Young Adult > Contemporary | Realistic Fiction
Seventeen-year-old Sahar has been in love with her best friend, Nasrin, since they were six. They’ve shared stolen kisses and romantic promises. But Iran is a dangerous place for two girls in love—Sahar and Nasrin could be beaten, imprisoned, even executed if their relationship came to light.
So they carry on in secret—until Nasrin’s parents announce that they’ve arranged for her marriage. Nasrin tries to persuade Sahar that they can go on as they have been, only now with new comforts provided by the decent, well-to-do doctor Nasrin will marry. But Sahar dreams of loving Nasrin exclusively—and openly.
Then Sahar discovers what seems like the perfect solution. In Iran, homosexuality may be a crime, but to be a man trapped in a woman’s body is seen as nature’s mistake, and sex reassignment is legal and accessible. As a man, Sahar could be the one to marry Nasrin. Sahar will never be able to love the one she wants, in the body she wants to be loved in, without risking her life. Is saving her love worth sacrificing her true self?
For some reason I liked the secondary characters more than the MC and her love interest. I could not see what Sahar saw in Nasrin (for this girl is vain, spoiled, and selfish). And Sahar was very adamant to anyone who wants to help her. The stubbornness was too much for my liking. Nevertheless, the setting of If You Could Be Mine is enough to intrigue me.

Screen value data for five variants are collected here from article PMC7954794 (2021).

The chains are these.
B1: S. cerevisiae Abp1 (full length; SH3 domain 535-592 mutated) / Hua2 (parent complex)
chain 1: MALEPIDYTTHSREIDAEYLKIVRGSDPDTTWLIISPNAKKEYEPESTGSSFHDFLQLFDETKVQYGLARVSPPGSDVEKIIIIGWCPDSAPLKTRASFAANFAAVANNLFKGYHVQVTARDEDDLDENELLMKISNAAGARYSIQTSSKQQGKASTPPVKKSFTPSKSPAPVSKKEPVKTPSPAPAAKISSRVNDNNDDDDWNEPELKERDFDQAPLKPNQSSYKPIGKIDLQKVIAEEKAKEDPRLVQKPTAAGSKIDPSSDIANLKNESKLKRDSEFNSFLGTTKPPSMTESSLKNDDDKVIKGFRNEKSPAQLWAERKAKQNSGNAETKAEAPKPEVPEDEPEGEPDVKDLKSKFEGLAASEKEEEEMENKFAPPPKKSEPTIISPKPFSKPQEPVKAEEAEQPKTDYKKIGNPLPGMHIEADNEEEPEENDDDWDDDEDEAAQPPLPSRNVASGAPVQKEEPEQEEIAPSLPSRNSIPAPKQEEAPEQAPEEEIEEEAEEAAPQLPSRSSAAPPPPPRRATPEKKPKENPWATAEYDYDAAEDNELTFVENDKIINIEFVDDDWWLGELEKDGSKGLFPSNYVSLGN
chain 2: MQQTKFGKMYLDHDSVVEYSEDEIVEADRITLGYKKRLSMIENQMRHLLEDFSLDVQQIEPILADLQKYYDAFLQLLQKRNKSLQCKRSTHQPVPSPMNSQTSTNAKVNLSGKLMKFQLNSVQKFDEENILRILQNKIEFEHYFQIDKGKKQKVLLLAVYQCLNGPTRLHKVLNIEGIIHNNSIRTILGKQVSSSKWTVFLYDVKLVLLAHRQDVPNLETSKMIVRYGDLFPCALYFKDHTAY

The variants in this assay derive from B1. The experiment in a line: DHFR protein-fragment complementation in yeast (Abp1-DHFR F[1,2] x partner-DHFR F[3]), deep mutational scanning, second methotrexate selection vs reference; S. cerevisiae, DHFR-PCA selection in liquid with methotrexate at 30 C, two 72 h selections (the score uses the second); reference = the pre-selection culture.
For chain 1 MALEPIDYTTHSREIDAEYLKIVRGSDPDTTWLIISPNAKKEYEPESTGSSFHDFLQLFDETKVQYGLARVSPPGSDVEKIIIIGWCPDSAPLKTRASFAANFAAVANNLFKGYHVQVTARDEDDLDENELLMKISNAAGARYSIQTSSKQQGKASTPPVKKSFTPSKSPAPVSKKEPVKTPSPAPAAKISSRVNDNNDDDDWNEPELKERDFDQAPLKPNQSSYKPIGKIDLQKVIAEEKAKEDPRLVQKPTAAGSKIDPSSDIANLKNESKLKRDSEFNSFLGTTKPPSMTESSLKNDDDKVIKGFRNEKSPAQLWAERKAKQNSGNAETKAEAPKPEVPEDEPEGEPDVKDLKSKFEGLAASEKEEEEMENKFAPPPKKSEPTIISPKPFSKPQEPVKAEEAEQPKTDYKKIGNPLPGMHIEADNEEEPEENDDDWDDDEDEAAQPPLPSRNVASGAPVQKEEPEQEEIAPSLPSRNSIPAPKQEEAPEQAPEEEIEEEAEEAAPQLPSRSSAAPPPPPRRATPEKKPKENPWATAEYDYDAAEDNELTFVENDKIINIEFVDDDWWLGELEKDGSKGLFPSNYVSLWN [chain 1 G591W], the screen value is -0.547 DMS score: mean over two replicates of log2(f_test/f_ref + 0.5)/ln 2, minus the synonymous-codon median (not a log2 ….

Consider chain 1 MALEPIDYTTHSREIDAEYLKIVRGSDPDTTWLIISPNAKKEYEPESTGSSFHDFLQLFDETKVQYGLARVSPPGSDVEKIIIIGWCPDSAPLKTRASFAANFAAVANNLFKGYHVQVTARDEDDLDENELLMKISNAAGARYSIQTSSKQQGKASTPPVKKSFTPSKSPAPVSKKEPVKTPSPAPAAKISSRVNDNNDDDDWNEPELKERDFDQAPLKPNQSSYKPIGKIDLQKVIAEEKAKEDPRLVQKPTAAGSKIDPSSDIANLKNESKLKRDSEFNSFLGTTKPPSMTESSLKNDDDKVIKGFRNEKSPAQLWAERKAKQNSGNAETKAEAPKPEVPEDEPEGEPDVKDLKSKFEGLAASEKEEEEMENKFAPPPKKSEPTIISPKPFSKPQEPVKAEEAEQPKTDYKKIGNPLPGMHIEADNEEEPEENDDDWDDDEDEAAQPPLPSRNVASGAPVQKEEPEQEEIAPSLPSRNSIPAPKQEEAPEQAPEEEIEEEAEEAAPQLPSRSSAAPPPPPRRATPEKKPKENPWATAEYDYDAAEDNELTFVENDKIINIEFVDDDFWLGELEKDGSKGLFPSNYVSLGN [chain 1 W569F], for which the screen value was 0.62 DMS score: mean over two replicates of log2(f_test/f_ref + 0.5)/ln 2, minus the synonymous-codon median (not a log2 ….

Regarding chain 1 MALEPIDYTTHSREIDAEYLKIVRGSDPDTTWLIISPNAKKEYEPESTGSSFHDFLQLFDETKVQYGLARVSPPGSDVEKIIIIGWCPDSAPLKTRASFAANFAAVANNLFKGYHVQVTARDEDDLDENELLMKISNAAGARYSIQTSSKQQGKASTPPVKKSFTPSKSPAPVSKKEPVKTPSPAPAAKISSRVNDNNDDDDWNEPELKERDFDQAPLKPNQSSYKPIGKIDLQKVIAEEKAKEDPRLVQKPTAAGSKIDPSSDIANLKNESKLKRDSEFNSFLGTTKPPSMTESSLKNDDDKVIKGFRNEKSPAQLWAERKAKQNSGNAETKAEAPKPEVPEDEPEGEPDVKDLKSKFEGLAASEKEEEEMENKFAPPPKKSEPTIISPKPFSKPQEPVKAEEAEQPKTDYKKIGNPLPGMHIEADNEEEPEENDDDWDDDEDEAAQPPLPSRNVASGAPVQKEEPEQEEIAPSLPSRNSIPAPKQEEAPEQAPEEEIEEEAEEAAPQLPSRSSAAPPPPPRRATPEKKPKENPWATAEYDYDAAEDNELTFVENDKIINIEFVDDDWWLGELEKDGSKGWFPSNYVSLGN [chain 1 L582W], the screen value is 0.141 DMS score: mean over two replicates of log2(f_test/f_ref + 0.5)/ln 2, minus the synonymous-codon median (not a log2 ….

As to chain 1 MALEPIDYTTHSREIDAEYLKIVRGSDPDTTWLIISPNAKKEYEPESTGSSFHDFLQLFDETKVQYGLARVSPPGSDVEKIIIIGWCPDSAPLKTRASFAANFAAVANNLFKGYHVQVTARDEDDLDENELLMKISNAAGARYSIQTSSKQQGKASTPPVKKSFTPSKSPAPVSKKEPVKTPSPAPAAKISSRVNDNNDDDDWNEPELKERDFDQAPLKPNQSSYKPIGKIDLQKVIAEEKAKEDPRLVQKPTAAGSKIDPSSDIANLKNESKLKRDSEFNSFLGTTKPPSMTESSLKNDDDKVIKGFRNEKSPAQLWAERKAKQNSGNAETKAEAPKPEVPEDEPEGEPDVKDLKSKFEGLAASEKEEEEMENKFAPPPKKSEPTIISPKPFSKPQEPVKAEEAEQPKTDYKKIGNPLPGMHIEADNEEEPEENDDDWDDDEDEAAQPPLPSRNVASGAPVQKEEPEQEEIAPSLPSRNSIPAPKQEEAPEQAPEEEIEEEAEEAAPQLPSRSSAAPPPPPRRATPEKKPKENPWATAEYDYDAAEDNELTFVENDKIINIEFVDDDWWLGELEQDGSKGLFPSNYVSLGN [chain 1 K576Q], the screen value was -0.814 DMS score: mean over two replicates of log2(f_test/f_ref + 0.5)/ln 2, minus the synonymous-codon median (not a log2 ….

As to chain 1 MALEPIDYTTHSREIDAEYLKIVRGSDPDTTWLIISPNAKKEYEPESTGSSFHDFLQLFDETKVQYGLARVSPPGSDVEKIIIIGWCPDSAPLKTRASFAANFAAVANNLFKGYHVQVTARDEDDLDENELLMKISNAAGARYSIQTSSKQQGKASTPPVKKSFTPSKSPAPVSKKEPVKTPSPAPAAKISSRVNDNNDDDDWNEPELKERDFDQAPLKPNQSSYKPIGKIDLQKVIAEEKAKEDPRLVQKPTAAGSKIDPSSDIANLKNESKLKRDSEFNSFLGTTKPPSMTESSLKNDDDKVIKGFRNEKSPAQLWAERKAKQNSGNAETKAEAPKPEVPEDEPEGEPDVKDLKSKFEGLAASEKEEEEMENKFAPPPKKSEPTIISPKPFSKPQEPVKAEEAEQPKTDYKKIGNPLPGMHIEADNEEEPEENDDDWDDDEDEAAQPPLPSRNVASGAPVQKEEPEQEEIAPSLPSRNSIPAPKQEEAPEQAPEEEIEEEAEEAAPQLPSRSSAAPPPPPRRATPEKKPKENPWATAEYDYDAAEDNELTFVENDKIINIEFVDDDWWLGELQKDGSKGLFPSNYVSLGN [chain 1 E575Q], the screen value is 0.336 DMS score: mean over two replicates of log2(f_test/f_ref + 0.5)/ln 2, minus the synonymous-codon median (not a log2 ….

Tehran is a dangerous place for a homosexual like Sahar. And that is not even accurate, because she does not categorize herself as gay, she just loves her best friend Nasrin, who just happened to be a girl. Does that make her queer? And so it went on, Sahar in constant turmoil – whether she should go into operation to make her a man, and finally marry Nasrin legally, or just accept that she and Nasrin has no future together as a couple.
I found it brave – books such as this – to actually deal with taboo social issues. It made me glimpse on how hard life can be for people to hide who and what they are, for fear of persecution. even death.
If You Could Be Mine is interesting, though not moving enough for me to actually love it. But Sahar’s cousin Ali was dear to me, and her father as well. These supporting characters temper my anger when Sahar turns bratty, because she cannot have Nasrin. Not the way she wanted.
The ending was predictable, but the open note for Sahar’s is quite nice. Good for her, I thought.
Thank you Netgalley and Algonquin Books for granting my galley request.
IF YOU COULD BE MINE by Sara Farizan
Published August 20th 2013 by Algonquin Books